Sunday, November 04, 2007

On the Good Ship Green Fairy Pop

So what exactly do you do when you get an e-mail from a complete stranger saying, "Hey! I make absinthe lollipops! Would you like to try one?" Well, if you're me you say "Sure!" Then when it comes in the mail you think, hmmm, should I really eat this? What if it's laced with drugs? But you really want to try it because it seems so interesting. But then you can just imagine the newspaper article the next day: "Woman Dies From Poisonous Pop," and all the people reading it saying, "What kind of idiot would eat something that came in the mail from someone they didn't know?" And then you'd feel really stupid, even though you were looking on from the great beyond.

So I did what any dedicated candy blogger would do: I made my friends try it.

First, a little bit of history. Absinthe is a potent liquor that was made famous by French artists and poets. They called it the "Green Fairy" because of its color. It's made from wormwood, which, according to the lore, has hallucenogenic properties; this, however, has been disputed. Absinthe has been banned for quite a while in many countries, including the U.S. Apparently now the laws are loosening up and you can buy it in some places. It's also legal to trade or barter for it, which is where Jason, our Mr. Lolly gets his ingredients.

I asked him about the chemical properties of the pops-- do they still pack a punch? Yes and no. Alcohol burns off at 300 degrees (and anyone who's made candy knows that you have to get it hotter than lava to make it work), but the thujone, the chemical in wormwood, remains extant. Will you get drunk or hallucinate from the pops? No, says Mr. Lolly. But some people claim it makes them very chatterboxy.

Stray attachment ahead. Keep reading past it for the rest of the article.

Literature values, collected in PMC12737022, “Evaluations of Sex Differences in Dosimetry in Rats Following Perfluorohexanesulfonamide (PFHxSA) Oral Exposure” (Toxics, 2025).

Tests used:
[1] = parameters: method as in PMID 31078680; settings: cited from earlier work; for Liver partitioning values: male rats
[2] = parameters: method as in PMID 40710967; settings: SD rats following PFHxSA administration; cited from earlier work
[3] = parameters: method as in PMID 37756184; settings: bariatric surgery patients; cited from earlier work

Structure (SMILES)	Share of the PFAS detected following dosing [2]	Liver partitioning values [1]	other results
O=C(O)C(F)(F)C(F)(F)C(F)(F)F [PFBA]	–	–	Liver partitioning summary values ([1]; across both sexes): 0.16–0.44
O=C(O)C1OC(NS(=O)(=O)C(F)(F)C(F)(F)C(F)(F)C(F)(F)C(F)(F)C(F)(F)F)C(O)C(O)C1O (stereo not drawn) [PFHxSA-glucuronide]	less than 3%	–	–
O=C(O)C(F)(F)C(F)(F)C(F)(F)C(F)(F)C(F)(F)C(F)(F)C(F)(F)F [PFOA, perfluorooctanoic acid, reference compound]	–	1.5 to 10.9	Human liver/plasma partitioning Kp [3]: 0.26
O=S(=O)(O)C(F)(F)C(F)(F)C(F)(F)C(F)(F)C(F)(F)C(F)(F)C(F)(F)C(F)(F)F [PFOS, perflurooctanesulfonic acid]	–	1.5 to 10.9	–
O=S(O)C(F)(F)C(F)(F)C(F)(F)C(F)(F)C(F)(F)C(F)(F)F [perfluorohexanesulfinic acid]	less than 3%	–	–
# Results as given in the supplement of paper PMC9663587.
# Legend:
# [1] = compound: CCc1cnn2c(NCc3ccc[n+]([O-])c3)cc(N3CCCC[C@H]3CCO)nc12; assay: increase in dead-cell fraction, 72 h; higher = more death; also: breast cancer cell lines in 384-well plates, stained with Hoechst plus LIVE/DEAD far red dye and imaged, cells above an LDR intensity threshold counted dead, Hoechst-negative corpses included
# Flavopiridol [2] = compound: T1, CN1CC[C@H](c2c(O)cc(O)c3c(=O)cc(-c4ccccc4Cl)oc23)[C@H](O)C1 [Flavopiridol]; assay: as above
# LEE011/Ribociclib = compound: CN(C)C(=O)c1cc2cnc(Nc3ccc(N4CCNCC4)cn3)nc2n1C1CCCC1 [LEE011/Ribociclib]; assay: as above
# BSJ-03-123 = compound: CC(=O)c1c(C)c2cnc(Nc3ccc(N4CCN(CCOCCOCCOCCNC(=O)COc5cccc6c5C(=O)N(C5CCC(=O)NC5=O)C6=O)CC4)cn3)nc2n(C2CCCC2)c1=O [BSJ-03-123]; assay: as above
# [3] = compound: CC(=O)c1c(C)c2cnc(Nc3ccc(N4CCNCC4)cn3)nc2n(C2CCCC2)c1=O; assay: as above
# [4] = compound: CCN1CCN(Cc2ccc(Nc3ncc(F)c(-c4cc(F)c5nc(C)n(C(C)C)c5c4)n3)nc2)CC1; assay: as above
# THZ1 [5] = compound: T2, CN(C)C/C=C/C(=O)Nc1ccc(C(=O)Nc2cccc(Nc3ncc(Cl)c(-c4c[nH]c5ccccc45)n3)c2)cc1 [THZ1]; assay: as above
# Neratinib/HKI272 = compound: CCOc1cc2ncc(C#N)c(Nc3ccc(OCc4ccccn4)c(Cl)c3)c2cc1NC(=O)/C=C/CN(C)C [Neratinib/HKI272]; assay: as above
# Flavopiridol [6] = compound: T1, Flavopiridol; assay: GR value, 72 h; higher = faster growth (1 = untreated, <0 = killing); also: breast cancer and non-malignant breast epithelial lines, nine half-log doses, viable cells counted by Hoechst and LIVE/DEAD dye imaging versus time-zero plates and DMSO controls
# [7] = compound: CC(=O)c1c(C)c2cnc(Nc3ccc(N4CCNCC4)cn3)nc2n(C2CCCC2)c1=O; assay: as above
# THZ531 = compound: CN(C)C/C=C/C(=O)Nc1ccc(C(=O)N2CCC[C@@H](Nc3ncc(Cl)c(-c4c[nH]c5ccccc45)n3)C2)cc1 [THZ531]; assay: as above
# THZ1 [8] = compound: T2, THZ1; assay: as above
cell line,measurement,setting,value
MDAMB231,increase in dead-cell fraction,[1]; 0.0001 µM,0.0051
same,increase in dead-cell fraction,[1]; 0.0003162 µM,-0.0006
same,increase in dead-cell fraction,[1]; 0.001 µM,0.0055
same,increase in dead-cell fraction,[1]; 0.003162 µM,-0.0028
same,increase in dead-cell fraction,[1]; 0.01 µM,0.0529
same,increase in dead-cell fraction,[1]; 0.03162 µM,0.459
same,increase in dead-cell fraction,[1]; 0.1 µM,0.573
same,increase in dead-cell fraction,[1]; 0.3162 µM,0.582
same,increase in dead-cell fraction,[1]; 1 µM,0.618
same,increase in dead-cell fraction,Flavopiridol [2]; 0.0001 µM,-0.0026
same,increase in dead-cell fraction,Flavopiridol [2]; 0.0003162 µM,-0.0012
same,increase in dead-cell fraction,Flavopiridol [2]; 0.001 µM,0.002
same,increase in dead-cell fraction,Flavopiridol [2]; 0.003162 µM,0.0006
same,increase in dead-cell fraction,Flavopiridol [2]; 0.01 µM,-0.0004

So the lollipop arrived and it was quite lovely. A very pale, translucent green. I broke it up into bits and we all had a piece. I thought it tasted just like Nyquil. Mr. Goodbar said, "No it doesn't taste like Nyquil! It tastes like licorice!" I wasn't sure how to respond to that. Nyquil is licorice-flavored, is it not? He and Nick both liked it a lot. I can't say if they got any extra chattery since they were both yapping away debating global warming. (Nick doesn't believe it exists; Mr. Goodbar is ready to live off the grid. Vin called the conversation to a halt by making the great observation that it doesn't matter if it exists or not; we should all be kind to the earth.)

Anyhow, if you'd like to try one of these pops for yourself, or perhaps give them as a gift, check out the website at At $4.50 each, they're an indulgence, but hey, you're worth it.

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